Library Research Round Table – Research to Understand Users; Issues and Approaches
This session will feature three library-related research papers investigating users and their use of libraries and information. An LRRT committee will select the winning papers based on quality of study design, significance of the research topic, and potential for significant contribution to librarianship. Topics include: Community public-access computers, Online Community of Individuals in Crisis, Recreational Reading in Academic Libraries.
Note to all presenters – the slide just hanging out on the scree before the presentation starts should be the name of the program as written on the schedule to assure people they’re in the right place. This one was showing the title slide of the first presenter – “Insights from the Under-Served in Rural Washington” – S. Patricia Rempel PhD
This session is one of 4 on research from LRRT.
All three of the studies were very interesting. The first had a very finely delimited research question: What are the perceived reasons for access and usage of public-access computers among Spanish-speaking adults in agricultural communities of the Yakima Valley?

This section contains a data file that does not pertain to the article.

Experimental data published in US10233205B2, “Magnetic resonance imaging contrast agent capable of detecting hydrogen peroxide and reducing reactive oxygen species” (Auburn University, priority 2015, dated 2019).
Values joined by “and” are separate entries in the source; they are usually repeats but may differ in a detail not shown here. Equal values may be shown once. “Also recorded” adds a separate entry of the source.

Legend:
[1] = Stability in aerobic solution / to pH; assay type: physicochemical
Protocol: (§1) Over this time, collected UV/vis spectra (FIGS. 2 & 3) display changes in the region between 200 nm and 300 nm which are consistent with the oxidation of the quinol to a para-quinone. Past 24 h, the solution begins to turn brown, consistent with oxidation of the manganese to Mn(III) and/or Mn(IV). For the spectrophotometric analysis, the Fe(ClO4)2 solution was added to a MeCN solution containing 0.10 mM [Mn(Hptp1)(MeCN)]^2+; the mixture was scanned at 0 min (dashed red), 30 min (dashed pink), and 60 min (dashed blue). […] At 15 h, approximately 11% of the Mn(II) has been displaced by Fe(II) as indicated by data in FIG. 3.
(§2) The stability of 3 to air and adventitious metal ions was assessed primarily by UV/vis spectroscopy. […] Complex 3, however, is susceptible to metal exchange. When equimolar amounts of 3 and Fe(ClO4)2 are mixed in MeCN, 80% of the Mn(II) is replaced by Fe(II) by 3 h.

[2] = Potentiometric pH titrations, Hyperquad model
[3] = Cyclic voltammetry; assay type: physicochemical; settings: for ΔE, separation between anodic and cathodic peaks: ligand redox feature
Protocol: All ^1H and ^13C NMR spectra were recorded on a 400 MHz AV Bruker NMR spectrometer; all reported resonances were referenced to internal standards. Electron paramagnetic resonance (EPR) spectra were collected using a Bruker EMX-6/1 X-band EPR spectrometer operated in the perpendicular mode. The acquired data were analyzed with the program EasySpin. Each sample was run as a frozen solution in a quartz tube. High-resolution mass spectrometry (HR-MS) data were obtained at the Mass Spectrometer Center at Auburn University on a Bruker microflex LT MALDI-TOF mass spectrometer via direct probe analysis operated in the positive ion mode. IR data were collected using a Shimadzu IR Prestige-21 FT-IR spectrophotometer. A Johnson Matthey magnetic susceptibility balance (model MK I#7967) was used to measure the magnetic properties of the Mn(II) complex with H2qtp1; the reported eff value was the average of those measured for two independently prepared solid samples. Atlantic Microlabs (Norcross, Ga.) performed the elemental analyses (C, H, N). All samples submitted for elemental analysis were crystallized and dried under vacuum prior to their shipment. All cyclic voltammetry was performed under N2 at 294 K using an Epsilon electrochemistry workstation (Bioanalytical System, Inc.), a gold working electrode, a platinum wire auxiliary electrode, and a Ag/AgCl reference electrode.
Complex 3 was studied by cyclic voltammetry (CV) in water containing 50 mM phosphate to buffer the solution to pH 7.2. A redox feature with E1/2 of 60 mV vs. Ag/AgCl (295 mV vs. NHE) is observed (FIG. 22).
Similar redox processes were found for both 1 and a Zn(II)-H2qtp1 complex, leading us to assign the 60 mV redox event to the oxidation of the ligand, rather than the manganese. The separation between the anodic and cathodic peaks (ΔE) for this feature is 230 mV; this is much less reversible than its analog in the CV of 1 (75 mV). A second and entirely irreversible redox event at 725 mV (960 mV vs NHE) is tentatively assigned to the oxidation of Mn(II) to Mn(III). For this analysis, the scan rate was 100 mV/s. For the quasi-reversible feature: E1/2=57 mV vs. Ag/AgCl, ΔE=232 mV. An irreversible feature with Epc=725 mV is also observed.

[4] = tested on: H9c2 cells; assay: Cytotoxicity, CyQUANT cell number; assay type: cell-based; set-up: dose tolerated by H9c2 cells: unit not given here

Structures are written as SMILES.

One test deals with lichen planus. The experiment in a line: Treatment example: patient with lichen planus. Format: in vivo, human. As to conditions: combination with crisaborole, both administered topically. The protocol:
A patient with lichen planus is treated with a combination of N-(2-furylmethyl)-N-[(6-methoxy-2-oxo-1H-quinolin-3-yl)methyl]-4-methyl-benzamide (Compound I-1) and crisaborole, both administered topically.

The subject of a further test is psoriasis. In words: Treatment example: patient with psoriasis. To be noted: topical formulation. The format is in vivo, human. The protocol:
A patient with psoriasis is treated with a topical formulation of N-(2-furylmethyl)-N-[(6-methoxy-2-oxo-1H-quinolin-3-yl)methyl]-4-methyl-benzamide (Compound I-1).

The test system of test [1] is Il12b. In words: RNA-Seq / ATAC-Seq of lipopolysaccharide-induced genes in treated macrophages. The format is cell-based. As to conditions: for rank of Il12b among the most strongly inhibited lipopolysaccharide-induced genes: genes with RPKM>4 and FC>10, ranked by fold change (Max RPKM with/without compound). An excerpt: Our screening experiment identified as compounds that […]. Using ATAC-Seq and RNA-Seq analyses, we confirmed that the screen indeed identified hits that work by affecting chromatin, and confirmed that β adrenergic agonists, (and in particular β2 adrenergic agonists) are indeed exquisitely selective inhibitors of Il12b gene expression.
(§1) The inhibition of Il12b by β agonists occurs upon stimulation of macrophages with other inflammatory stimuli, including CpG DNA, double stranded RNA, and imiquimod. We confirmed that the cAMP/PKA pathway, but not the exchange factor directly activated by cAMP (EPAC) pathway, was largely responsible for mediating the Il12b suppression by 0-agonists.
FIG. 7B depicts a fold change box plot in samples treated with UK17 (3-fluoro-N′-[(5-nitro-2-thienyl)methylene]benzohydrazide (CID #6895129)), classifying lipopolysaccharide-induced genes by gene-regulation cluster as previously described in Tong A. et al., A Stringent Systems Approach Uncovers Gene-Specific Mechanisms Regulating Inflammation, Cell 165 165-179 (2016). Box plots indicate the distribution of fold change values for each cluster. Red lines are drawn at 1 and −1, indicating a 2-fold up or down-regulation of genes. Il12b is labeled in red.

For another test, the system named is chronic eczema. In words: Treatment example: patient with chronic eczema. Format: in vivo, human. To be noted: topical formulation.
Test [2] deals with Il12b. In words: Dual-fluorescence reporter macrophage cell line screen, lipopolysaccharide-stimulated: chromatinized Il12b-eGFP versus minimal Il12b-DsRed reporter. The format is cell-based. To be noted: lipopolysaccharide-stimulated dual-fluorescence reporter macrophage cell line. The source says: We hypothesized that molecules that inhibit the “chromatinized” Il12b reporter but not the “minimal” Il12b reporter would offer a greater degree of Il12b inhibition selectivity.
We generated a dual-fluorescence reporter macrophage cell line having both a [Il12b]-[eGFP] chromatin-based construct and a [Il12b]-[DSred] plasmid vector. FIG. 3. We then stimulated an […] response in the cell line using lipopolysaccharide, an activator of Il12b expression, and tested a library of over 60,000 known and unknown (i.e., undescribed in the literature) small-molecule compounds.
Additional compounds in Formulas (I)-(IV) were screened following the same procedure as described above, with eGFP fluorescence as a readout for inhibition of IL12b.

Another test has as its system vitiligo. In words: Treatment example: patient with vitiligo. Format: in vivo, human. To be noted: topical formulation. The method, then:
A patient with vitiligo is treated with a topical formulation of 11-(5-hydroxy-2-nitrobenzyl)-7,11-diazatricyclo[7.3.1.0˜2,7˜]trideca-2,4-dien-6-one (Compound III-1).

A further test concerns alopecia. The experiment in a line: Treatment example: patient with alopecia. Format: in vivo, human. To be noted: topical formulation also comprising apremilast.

One of her study findings was that a mastery of email provided a personal sense of having crossed the digital divide, of empowerment. Yet another reason I feel that my library should start offering introductory computer classes for our students.
The second was my graduate adviser – Lynn Westbrook – Silent Crises: Understanding the Information Landscape in an Online Community of Individuals in Crisis. It focuses on intimate partner violence. Lynn stressed that this is an ongoing project. She gave an overview of her research, stressing the places that libraries have expertise that is applicable, in particular, helping women find local resources (books, people, websites, etc.) and connecting them with online support communities. Her presentation is available on her website.
The final presentation was – Reading Matters: Examining the Role of Recreational Reading in Academic Libraries. I particularly liked how the researchers debunked some of the “reading is declining” studies that have been circulating. They addressed barriers to student leisure reading. Time was the biggest one, but they also found that students loved lists and challenges/competitions. They’ll be creating a separate fiction area pulled out from LC, setting up reading nooks, creating reading lists and starting a book blog.